The world has lost more than half of its wildlife in the past 40 years alone. That's the stunning, unexpected conclusion of a major new report from the World Wildlife Fund: As humans moved in, animals moved out, and by 2010, we had 52 percent fewer fish, birds, mammals, amphibians and reptiles roaming the earth than we did in 1970.
Despite the shock value of the report's headline finding, it includes an entire chapter dedicated to the question of why we should care. Why should we feel more than just guilt-ridden awe at humanity's incredible capacity to crowd out other living things?
Well, because the disappearance of wildlife isn't an isolated issue. It is, necessarily, a planetary problem. And we live here too. The report couches the issue in terms of "natural capital," or, as Marco Lambertini, the general director of WWF International, explains it, "the idea that our economic prosperity and our well-being are reliant upon the resources provided by a healthy planet." The dramatic decline of these species, Lambertini writes in his introduction, are just one more symptom of the ways in which "we are using nature's gifts as if we had more than just one Earth at our disposal." We use the resources of 1.5 Earths, to be exact. And species loss is a barometer, of sorts, of the oversize impact we're having on the planet:
Hunting and fishing beyond natural systems' ability to replenish is a classic example of this "overshoot," and one of the main drivers of species decline. So, too, is adding more carbon to the atmosphere than the forests and oceans can absorb -- the key driver of climate change and another, albeit smaller for now, threat to wildlife.
Another major area of overshoot: the loss and destruction of habitat, which, put together, are the biggest driver of wildlife decline. Terrestrial species decline 39 percent in the 40 years charted by the report, as humans moved in on their land to use it for agriculture, urban development and energy production -- a trend, it says, that "shows no sign of slowing down." But humans, too, rely on these habitats in their preserved states: Some 2 billion people rely directly on forests for shelter, fuel and food, according to the report, while the rest of us need them around to help regulate the climate. Marine ecosystems support more than 660 million jobs, and remain an important food source in developing countries. More than half the world's population now lives in cities, but those cities are increasingly threatened by climate change, by air and water pollution and by natural hazards like floods, storm surges and droughts. The degradation of ecosystems make them even more vulnerable.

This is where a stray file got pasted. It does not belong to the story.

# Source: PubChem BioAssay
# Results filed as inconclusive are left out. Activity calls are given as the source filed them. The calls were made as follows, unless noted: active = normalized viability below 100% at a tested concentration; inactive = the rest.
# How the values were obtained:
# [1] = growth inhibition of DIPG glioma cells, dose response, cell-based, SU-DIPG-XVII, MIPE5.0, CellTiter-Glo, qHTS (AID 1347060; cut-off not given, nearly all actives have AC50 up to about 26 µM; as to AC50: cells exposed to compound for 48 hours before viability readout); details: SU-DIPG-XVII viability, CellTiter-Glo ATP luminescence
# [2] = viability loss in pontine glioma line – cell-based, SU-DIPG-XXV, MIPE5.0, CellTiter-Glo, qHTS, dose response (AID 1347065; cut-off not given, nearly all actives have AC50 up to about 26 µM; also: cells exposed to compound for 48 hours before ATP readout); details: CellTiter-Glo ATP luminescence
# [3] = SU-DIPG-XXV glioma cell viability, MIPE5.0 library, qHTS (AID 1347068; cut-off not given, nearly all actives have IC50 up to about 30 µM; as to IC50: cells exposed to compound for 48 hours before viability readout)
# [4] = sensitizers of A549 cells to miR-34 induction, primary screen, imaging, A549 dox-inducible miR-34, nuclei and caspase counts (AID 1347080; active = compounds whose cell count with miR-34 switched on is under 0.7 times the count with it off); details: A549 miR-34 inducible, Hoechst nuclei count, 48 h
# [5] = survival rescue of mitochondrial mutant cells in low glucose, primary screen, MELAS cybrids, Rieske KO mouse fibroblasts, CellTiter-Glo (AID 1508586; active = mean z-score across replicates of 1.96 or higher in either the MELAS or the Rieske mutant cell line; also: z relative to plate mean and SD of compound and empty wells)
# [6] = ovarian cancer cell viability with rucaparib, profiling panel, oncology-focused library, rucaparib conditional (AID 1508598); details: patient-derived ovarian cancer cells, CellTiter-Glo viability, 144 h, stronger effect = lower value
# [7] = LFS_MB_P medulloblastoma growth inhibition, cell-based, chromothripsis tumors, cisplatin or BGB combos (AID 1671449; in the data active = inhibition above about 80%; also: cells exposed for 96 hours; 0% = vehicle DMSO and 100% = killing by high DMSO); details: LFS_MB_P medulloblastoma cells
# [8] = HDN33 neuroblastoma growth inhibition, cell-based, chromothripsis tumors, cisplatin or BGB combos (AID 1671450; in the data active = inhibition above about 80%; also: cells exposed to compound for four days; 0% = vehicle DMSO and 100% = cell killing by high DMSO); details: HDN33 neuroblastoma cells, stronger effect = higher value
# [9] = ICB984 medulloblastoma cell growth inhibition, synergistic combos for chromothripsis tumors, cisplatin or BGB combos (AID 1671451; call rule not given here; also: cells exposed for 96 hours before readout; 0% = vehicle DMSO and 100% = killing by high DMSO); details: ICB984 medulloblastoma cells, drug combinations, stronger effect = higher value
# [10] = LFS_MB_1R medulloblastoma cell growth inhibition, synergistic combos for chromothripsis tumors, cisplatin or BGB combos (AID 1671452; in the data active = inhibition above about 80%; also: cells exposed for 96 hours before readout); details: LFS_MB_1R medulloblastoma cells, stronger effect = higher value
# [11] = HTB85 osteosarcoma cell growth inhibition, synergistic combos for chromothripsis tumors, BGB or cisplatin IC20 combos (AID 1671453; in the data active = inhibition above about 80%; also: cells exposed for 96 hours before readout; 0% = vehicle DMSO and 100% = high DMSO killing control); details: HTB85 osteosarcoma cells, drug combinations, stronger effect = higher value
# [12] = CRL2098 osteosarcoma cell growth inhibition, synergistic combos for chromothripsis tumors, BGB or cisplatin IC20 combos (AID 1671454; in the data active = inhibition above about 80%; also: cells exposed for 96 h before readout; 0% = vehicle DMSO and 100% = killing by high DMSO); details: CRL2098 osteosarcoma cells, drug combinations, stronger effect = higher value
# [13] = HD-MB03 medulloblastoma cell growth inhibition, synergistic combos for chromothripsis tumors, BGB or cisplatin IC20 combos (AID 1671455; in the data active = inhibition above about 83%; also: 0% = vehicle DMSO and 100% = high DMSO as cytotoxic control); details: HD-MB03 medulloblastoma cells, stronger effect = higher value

To the extent that the value of preserving our planet can be understood economically, one recent report calculated that global ecosystems contribute somewhere between $125 trillion and $145 trillion to the world's economy. On an even more fundamental level, the report makes the case that food, water and energy security are interdependent with healthy ecosystems: focus too heavily on one, and risk destabilizing the others.
Zooming out, the report looks at our overshoot in terms of nine "planetary boundaries" beyond which we risk "potentially catastrophic changes to life as we know it." We've already crossed three of them. And when it comes to biodiversity, we're leaps ahead of the "safe" threshold.